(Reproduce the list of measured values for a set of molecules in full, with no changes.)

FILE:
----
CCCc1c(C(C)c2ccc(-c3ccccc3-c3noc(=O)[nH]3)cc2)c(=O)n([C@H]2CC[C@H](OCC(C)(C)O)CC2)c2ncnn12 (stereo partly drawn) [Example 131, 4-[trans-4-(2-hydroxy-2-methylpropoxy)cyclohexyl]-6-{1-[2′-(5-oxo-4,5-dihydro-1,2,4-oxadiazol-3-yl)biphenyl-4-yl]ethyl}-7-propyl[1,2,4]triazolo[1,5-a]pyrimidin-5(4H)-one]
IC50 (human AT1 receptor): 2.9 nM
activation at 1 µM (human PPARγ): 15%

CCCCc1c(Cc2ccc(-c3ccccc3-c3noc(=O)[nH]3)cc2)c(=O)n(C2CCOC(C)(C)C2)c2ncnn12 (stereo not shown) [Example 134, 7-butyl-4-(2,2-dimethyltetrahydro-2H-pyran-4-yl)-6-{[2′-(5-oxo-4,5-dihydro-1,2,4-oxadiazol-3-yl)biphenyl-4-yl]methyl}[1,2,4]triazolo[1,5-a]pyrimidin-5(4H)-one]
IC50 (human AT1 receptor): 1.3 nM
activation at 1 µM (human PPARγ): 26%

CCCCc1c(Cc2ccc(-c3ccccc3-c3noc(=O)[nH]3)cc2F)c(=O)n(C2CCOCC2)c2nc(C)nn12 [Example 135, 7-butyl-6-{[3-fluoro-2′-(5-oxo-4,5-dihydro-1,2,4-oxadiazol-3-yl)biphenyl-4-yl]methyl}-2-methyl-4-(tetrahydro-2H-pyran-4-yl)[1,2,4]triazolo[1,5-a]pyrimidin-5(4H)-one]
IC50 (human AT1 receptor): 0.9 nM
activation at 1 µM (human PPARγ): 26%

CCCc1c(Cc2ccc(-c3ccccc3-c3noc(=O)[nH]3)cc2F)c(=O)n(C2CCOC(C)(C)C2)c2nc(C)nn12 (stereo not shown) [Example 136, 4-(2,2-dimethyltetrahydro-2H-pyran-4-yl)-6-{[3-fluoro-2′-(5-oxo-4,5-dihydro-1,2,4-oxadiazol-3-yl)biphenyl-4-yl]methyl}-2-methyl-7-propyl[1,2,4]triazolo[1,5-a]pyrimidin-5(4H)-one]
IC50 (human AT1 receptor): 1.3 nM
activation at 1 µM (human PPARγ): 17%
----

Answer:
CCCc1c(C(C)c2ccc(-c3ccccc3-c3noc(=O)[nH]3)cc2)c(=O)n([C@H]2CC[C@H](OCC(C)(C)O)CC2)c2ncnn12 (stereo partly drawn) [Example 131, 4-[trans-4-(2-hydroxy-2-methylpropoxy)cyclohexyl]-6-{1-[2′-(5-oxo-4,5-dihydro-1,2,4-oxadiazol-3-yl)biphenyl-4-yl]ethyl}-7-propyl[1,2,4]triazolo[1,5-a]pyrimidin-5(4H)-one]
IC50 (human AT1 receptor): 2.9 nM
activation at 1 µM (human PPARγ): 15%

CCCCc1c(Cc2ccc(-c3ccccc3-c3noc(=O)[nH]3)cc2)c(=O)n(C2CCOC(C)(C)C2)c2ncnn12 (stereo not shown) [Example 134, 7-butyl-4-(2,2-dimethyltetrahydro-2H-pyran-4-yl)-6-{[2′-(5-oxo-4,5-dihydro-1,2,4-oxadiazol-3-yl)biphenyl-4-yl]methyl}[1,2,4]triazolo[1,5-a]pyrimidin-5(4H)-one]
IC50 (human AT1 receptor): 1.3 nM
activation at 1 µM (human PPARγ): 26%

CCCCc1c(Cc2ccc(-c3ccccc3-c3noc(=O)[nH]3)cc2F)c(=O)n(C2CCOCC2)c2nc(C)nn12 [Example 135, 7-butyl-6-{[3-fluoro-2′-(5-oxo-4,5-dihydro-1,2,4-oxadiazol-3-yl)biphenyl-4-yl]methyl}-2-methyl-4-(tetrahydro-2H-pyran-4-yl)[1,2,4]triazolo[1,5-a]pyrimidin-5(4H)-one]
IC50 (human AT1 receptor): 0.9 nM
activation at 1 µM (human PPARγ): 26%

CCCc1c(Cc2ccc(-c3ccccc3-c3noc(=O)[nH]3)cc2F)c(=O)n(C2CCOC(C)(C)C2)c2nc(C)nn12 (stereo not shown) [Example 136, 4-(2,2-dimethyltetrahydro-2H-pyran-4-yl)-6-{[3-fluoro-2′-(5-oxo-4,5-dihydro-1,2,4-oxadiazol-3-yl)biphenyl-4-yl]methyl}-2-methyl-7-propyl[1,2,4]triazolo[1,5-a]pyrimidin-5(4H)-one]
IC50 (human AT1 receptor): 1.3 nM
activation at 1 µM (human PPARγ): 17%